China: Updated forecast for the Chinese video games industry: mostly sunny, with a high chance of clouds

Last Updated: 12 July 2014
Article by Mark Schaub and David Hong

As we explored in our February 2014 article, "Free Trade Zone has Silver Lining for Gaming Companies," China has loosened its ban on the sale of video game consoles and games to domestic consumers. Under new policies of the Shanghai Free Trade Zone, video game manufacturers will be allowed to produce both consoles and games for sale to Chinese consumers for the first time since 2000.

This relaxation of the ban does not mean that controversial games like Grand Theft Auto will be released in China anytime soon. New regulations were released on April 21, 2014 which describe the approval process for video game manufacturers and also the categories of video game content that remains off limits.

As the Head of the Ministry of Culture recently stated, "We want to open the window a crack to get some fresh air, but we still need a screen to block the flies and mosquitoes." While this "screen" may block out many of the world's best-selling video games that contain violence and other controversial content, there is still plenty of reason for optimism on the part of video game manufacturers and fans alike.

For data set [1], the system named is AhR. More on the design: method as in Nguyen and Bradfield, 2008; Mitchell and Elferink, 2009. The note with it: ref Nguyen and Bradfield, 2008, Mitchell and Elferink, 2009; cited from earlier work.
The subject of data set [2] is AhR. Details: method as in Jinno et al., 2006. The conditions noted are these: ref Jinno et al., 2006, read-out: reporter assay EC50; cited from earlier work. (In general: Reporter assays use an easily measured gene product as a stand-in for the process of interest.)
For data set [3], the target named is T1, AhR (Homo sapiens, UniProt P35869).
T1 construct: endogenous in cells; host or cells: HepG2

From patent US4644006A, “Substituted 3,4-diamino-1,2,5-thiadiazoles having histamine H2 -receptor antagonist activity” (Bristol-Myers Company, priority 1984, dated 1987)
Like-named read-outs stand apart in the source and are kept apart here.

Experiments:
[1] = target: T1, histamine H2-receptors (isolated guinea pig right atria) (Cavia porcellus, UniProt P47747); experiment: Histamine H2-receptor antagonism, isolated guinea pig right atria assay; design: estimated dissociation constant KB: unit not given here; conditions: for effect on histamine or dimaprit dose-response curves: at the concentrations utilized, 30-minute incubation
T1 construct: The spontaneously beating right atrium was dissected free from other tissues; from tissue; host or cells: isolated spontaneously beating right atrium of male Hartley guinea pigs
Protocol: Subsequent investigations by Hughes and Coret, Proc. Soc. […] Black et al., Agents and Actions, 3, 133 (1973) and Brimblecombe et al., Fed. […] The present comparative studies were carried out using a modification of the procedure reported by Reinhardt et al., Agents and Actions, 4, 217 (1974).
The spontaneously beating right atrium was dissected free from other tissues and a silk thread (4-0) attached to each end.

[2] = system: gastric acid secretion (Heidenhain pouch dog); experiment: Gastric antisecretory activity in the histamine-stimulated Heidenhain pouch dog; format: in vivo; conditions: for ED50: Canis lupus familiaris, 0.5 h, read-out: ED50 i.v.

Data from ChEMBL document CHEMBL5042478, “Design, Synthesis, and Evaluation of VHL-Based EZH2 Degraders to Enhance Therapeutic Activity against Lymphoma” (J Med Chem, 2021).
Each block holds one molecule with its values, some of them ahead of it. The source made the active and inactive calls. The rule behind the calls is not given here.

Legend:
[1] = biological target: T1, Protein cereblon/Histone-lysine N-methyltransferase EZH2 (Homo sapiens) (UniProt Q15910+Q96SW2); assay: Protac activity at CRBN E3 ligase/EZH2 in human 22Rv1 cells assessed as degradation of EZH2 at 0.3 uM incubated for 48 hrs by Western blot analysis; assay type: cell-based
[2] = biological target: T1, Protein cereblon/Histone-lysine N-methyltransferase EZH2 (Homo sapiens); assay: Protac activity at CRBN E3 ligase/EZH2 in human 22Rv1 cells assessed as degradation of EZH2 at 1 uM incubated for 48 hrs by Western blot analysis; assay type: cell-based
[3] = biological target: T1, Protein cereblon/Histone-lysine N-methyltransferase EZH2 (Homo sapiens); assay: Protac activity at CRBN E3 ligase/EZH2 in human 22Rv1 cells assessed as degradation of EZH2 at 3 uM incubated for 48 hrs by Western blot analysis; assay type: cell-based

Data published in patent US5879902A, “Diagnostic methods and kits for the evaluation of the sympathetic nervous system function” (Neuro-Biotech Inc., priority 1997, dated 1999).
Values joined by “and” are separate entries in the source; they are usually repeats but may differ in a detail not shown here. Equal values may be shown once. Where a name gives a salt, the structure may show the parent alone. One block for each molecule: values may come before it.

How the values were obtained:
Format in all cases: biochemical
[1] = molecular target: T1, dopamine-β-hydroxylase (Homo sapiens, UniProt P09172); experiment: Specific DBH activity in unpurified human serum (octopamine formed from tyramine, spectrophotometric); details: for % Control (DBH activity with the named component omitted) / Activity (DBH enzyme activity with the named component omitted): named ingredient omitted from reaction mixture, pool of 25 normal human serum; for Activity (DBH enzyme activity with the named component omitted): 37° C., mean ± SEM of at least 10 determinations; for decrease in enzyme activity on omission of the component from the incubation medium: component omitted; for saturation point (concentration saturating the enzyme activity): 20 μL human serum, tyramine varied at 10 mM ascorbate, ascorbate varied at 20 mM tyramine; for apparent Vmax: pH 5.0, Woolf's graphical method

New Regulations

On April 21, 2014, the Shanghai Municipal Administration of Culture, Radio, Film and TV ("Administration") released the Rules for the Implementation of the Program for Opening up the Cultural Market in the China (Shanghai) Pilot Free Trade Zone ("Rules"). Highlights from the Rules include:

  1. Foreign companies may produce and sell video game consoles and games in China, provided they pass the content review process of the Administration. It should be noted that foreign companies are still required to partner with a Chinese company and operations must be located in the FTZ.
  2. The standard for content review will be Article 13 of the Entertainment Venue Management Law. Off limits video game content is broadly phrased and covers expected topics such as violations of China's constitution and threats to China's national unity, sovereignty, territorial integrity, reputation, security, or interests. Anything that instigates racial/ethnic/religious hatred (including promoting cults or superstitions). Content that promotes anti-social behavior such as obscenity, drug use, violence, or gambling.
  3. According to the Rules, the review and approval process should take 20 workdays. Games not approved will be returned with the reason for rejection clearly stated.
  4. Any material change to game content, including any new downloadable content, must be submitted for review and approval even if the parent game has already been approved.
  5. In-game text and instructions must be in simplified Chinese.

There are a number of reasons the Rules will be welcomed by video game makers, including that the application review will be conducted by the Shanghai Municipal Administration of Cultural, Radio, Film, and TV, and not the Ministry of Culture in Beijing. At least as a matter of perception, the Ministry of Culture is thought to be a stricter censor.

The process has been greatly streamlined from the previous 80-day process for online games. Furthermore, the undertaking to provide reasons for rejections should facilitate game makers re-jigging questionable content and resubmitting for approval.